New afflictions arise to David. But Reader! observe how the divine sentence is fulfilled in them; Evil shall arise against thee out of thine own house. The afflictions of David, from the commission of his sin with Bath-sheba, always carried with them this mark. See 2 Samuel 12:10-11. It is somewhat very singular that David should call a son of his by such a name as Adonijah, which is a compound of two sacred names of Jehovah, Adonai, Lord, and Jah, which is the incommunicable name, implying the divine essence of God. We find indeed, in the Old Testament scriptures, the saints of God giving names to their children of somewhat significant, to denote their views of divine grace and favor. It is very profitable and becoming to call our children by such names as every time we look upon them may refresh the memory with the recollection of God's mercies. Hannah's Samuel, and Leah's, Judah; furnished out continued occasions of this sort. See 1 Samuel 1:20; Genesis 29:35. But there seems somewhat unbecoming in taking the divine names for our children. The messengers and servants of the Lord are perhaps exceptions to this; for we find Elijah distinguished by a name similar to Adonijah. Elijah, or as it is in the original, Elijahu; being a compound word also, and signifying "My God, Jehovah, is he; " which may be considered as if it expressed the authority of his commission; My God Jehovah is he that hath sent me. With respect to Adonijah, most undeserving was he of such a distinction; and justly proved himself a second Absalom, whose brother he was, both in nature and in folly.


Verse 7-8

(7) And he conferred with Joab the son of Zeruiah, and with Abiathar the priest: and they following Adonijah helped him. (8) But Zadok the priest, and Benaiah the son of Jehoiada, and Nathan the prophet, and Shimei, and Rei, and the mighty men which belonged to David, were not with Adonijah.

In this conspiracy he made a party, as bad men will, for the most part, find bad men to countenance them.


Verse 9-10

(9) And Adonijah slew sheep and oxen and fat cattle by the stone of Zoheleth, which is by Enrogel, and called all his brethren the king's sons, and all the men of Judah the king's servants: (10) But Nathan the prophet, and Benaiah, and the mighty men, and Solomon his brother, he called not.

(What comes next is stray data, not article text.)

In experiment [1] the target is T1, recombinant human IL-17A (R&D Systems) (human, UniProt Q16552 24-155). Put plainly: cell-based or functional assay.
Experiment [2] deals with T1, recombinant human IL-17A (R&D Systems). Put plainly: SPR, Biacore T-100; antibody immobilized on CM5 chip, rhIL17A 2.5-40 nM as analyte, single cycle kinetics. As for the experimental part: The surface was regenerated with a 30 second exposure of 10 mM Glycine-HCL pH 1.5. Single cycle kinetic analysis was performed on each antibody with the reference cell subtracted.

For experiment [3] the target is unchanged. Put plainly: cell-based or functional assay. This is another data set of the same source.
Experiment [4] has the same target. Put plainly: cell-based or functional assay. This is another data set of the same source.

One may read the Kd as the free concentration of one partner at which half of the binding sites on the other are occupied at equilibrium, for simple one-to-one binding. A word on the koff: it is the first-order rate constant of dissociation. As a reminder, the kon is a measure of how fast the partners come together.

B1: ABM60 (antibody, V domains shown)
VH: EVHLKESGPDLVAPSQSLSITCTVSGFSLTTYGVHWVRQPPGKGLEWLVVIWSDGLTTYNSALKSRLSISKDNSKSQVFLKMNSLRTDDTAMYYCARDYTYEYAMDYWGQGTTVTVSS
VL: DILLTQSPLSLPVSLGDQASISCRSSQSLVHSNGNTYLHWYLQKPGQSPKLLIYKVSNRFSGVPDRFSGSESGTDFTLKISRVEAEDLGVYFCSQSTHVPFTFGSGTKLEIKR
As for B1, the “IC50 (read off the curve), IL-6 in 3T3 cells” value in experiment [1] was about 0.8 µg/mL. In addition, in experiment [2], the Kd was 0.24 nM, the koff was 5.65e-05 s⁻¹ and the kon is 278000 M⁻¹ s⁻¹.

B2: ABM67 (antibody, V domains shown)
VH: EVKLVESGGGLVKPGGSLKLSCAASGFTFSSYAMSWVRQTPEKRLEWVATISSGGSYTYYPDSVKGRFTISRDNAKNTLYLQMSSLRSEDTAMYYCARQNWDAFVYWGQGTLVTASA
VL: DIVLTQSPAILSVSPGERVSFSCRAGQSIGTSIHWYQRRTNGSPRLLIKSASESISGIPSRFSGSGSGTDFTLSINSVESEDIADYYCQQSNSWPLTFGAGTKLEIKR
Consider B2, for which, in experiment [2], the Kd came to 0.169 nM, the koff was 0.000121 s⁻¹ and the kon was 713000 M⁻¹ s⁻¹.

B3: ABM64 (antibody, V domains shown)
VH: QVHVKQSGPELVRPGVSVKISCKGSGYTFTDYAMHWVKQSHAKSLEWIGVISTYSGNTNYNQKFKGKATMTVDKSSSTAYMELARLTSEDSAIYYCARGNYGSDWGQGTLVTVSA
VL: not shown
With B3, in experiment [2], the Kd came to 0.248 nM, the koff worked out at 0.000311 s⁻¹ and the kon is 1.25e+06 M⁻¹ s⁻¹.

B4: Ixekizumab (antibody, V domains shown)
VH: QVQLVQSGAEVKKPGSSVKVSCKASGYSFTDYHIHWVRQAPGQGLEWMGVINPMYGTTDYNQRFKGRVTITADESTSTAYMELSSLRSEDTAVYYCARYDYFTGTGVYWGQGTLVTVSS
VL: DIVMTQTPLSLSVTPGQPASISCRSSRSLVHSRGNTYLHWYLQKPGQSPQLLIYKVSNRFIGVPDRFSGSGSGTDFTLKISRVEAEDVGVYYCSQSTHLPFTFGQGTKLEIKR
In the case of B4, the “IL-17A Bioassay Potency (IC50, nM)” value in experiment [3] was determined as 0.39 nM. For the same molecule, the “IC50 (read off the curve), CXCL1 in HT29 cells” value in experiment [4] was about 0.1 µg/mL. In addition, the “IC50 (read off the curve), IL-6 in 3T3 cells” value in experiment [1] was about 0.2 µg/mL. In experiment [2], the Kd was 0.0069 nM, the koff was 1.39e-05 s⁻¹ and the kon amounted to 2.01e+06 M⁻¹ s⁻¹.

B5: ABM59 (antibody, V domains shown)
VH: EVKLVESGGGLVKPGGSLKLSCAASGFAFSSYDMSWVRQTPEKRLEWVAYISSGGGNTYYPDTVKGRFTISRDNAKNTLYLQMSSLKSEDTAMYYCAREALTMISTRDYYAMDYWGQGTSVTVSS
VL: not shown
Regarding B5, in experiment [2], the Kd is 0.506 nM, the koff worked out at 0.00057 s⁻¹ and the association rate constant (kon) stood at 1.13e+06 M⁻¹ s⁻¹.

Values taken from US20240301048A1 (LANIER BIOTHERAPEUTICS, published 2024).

It should seem that like Absalom his brother, he begun his iniquities with sacrifice. It is sad when men's ambitious views stimulate them to evil. But it is awful indeed when such men begin their evil designs with professions of religion, as if they wished you to believe the Lord gave countenance to them. See 2 Samuel 15:7, etc. The evil conduct of Adonijah in this usurpation was the more pointed, because the succession of the kingdom had been already fixed by God himself on Solomon, as Adonijah could not but know. The Reader will discover this also if he compares 2 Samuel 7:12-13, with 1 Chronicles 22:6-11. But Reader! after having paid all due respect to the historical part of this subject, turn your thoughts to an infinitely more interesting part in the spiritual; and behold in Adonijah's attempt to subvert the kingdom, the representation of those who will not have the Lord Jesus Christ to reign over them. Here an ample subject opens to our meditation, which the Reader will do well to enlarge upon and improve.


Verses 11-14

(11) ¶ Wherefore Nathan spake unto Bathsheba the mother of Solomon, saying, Hast thou not heard that Adonijah the son of Haggith doth reign, and David our lord knoweth it not? (12) Now therefore come, let me, I pray thee, give thee counsel, that thou mayest save thine own life, and the life of thy son Solomon. (13) Go and get thee in unto king David, and say unto him, Didst not thou, my lord, O king, swear unto thine handmaid, saying, Assuredly Solomon thy son shall reign after me, and he shall sit upon my throne? why then doth Adonijah reign? (14) Behold, while thou yet talkest there with the king, I also will come in after thee, and confirm thy words.